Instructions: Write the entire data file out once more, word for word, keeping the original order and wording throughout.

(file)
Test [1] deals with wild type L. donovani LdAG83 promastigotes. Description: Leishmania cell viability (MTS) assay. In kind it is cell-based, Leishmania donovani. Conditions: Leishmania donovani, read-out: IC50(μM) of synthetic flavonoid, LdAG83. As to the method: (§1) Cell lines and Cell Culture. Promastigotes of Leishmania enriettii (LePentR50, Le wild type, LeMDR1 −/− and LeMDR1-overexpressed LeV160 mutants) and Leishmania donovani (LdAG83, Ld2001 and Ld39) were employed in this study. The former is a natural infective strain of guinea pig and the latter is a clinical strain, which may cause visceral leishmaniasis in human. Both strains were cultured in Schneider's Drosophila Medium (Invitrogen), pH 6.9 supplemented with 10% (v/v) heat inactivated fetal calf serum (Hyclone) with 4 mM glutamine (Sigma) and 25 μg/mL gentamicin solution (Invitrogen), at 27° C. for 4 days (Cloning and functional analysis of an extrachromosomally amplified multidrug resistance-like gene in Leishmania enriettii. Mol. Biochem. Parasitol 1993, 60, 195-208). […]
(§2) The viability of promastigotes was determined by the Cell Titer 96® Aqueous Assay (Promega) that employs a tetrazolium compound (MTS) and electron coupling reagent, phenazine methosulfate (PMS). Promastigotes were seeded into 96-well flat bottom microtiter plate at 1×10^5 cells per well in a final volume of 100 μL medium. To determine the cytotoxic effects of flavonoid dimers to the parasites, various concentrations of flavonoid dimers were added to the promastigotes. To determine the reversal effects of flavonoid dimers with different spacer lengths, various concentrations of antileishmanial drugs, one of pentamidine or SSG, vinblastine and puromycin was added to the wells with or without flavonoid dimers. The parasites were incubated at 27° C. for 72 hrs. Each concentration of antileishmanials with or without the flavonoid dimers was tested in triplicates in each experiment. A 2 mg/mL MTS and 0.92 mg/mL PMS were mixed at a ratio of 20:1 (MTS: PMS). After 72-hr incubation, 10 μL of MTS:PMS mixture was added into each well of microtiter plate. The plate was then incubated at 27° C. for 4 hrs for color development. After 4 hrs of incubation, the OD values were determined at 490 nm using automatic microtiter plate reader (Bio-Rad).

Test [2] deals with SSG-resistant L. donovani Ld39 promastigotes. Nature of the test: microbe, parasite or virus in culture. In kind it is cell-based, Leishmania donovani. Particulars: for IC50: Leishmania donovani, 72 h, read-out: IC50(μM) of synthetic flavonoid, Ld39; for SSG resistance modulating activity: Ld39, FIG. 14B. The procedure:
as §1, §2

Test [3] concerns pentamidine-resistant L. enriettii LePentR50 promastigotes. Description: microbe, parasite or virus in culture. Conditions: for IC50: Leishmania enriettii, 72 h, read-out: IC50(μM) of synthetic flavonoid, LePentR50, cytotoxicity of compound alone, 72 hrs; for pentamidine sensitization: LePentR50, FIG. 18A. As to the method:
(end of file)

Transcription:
Test [1] deals with wild type L. donovani LdAG83 promastigotes. Description: Leishmania cell viability (MTS) assay. In kind it is cell-based, Leishmania donovani. Conditions: Leishmania donovani, read-out: IC50(μM) of synthetic flavonoid, LdAG83. As to the method: (§1) Cell lines and Cell Culture. Promastigotes of Leishmania enriettii (LePentR50, Le wild type, LeMDR1 −/− and LeMDR1-overexpressed LeV160 mutants) and Leishmania donovani (LdAG83, Ld2001 and Ld39) were employed in this study. The former is a natural infective strain of guinea pig and the latter is a clinical strain, which may cause visceral leishmaniasis in human. Both strains were cultured in Schneider's Drosophila Medium (Invitrogen), pH 6.9 supplemented with 10% (v/v) heat inactivated fetal calf serum (Hyclone) with 4 mM glutamine (Sigma) and 25 μg/mL gentamicin solution (Invitrogen), at 27° C. for 4 days (Cloning and functional analysis of an extrachromosomally amplified multidrug resistance-like gene in Leishmania enriettii. Mol. Biochem. Parasitol 1993, 60, 195-208). […]
(§2) The viability of promastigotes was determined by the Cell Titer 96® Aqueous Assay (Promega) that employs a tetrazolium compound (MTS) and electron coupling reagent, phenazine methosulfate (PMS). Promastigotes were seeded into 96-well flat bottom microtiter plate at 1×10^5 cells per well in a final volume of 100 μL medium. To determine the cytotoxic effects of flavonoid dimers to the parasites, various concentrations of flavonoid dimers were added to the promastigotes. To determine the reversal effects of flavonoid dimers with different spacer lengths, various concentrations of antileishmanial drugs, one of pentamidine or SSG, vinblastine and puromycin was added to the wells with or without flavonoid dimers. The parasites were incubated at 27° C. for 72 hrs. Each concentration of antileishmanials with or without the flavonoid dimers was tested in triplicates in each experiment. A 2 mg/mL MTS and 0.92 mg/mL PMS were mixed at a ratio of 20:1 (MTS: PMS). After 72-hr incubation, 10 μL of MTS:PMS mixture was added into each well of microtiter plate. The plate was then incubated at 27° C. for 4 hrs for color development. After 4 hrs of incubation, the OD values were determined at 490 nm using automatic microtiter plate reader (Bio-Rad).

Test [2] deals with SSG-resistant L. donovani Ld39 promastigotes. Nature of the test: microbe, parasite or virus in culture. In kind it is cell-based, Leishmania donovani. Particulars: for IC50: Leishmania donovani, 72 h, read-out: IC50(μM) of synthetic flavonoid, Ld39; for SSG resistance modulating activity: Ld39, FIG. 14B. The procedure:
as §1, §2

Test [3] concerns pentamidine-resistant L. enriettii LePentR50 promastigotes. Description: microbe, parasite or virus in culture. Conditions: for IC50: Leishmania enriettii, 72 h, read-out: IC50(μM) of synthetic flavonoid, LePentR50, cytotoxicity of compound alone, 72 hrs; for pentamidine sensitization: LePentR50, FIG. 18A. As to the method: